Good news: the Food Standards Agency has announced that an extended allergen labelling system is to be introduced in the UK by mid December. It will apply to both pre-packed and non pre-packed (loose) foods, i.e. both grocery and restaurant offerings. Whether the allergens are included or added to the foods they must be referenced on the labelling.
We already have allergen labelling on most pre-packed foods but this will be extended to include these 14 allergens.
Energy bars are convenient, portable sources of – energy, of course! Whilst it’s almost equally straightforward to carry a few nuts or seeds and some dried fruit, the handful of rolled oats won’t go down very easily unless they are bound together with some kind of syrup.
How do sports bars compare with supermarket offerings?
Chia seeds, goji berries, wheatgrass, white tea… the list seems to get longer every week as another ‘superfood’ hits the headlines. Some less exotic everyday foods fit the bill, some may have even more antioxidants than the superfoods and many may already be in your fridge, freezer or cupboard.
If you’re running in endurance events, you’re going to use a lot of fuel and so you’ll want to take on as many carbs as you can, won’t you? Most sports drinks and gels are glucose based, which is rapidly absorbed into the bloodstream – just where you want it to be available as fuel for your muscles.
If you pay attention to the popular press and to some of the government’s healthy eating messages you may be thinking that fats are universally bad for us. Does fat have any real value to us? It’s OK to eat ‘good fats’ isn’t it?
Bacteria are just about everywhere in the environment as well as in, and on, us. They live throughout the human gut but the greatest concentrations are in the large intestine (bowel) where up to 1000 species of bacteria can be found.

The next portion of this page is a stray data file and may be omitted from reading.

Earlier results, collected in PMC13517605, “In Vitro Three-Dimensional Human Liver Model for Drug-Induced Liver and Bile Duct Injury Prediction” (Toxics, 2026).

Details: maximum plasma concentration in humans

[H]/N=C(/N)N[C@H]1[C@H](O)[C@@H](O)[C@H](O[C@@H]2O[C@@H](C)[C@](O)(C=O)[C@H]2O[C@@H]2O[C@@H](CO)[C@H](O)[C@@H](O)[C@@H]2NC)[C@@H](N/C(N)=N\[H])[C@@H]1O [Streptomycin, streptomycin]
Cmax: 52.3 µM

We should aim to maintain a healthy balance of bacteria within the gut. This balance can be disturbed by a number of factors including antibiotics, stress, poor diet and living conditions, concurrent diseases and allergic reactions. Probiotics and prebiotics are agents employed in restoring the balance and/or protecting against disruption.
Food safety and good food hygiene are important in the home as well as in restaurants and other food outlets.
Illnesses that are caused by ‘something I ate’ are all too common. Micro-organisms including bacteria, viruses and moulds found in food can cause food poisoning, leading to the well-known symptoms of stomach pains, diarrhoea and vomiting.
Contaminated foods will usually look, smell and taste normal, so following a few simple guidelines can help prevent food poisoning affecting you and your family.
I’m often asked what makes a good breakfast. As with any meal, it should comprise balanced amounts of carbohydrate, fruit / vegetables, protein and fat. There are many options available to fulfil those criteria however one of the simplest, and most nutritious, is porridge.
Porridge, and oat-based muesli, contains something called oat beta-glucan which is a soluble form of fibre.
If you’ve followed all the training plans and you’re looking for that extra ‘edge’ it’s tempting to seek out the ‘magic bullet’ that will take those last few seconds off your pace. There is a long list of substances that are, or have been, promoted as performance improvers; some are legal and others are not; some have scientific evidence of their benefit and others do not.
A word of caution, relating to all supplements, that is prompted by a Food Standards Agency warning received recently. (The FSA bulletin related to OxyElite Pro and VERSA-1, promoted for weight loss and body building; manufactured and sold in the US but available here via the internet.) If you decide to buy any supplements, whether dietary or performance related, please ensure that you purchase them from a reputable source. Internet prices can be very attractive but the larger manufacturers and suppliers, such as the well-known high street names, generally have better and more reliable quality control measures in place.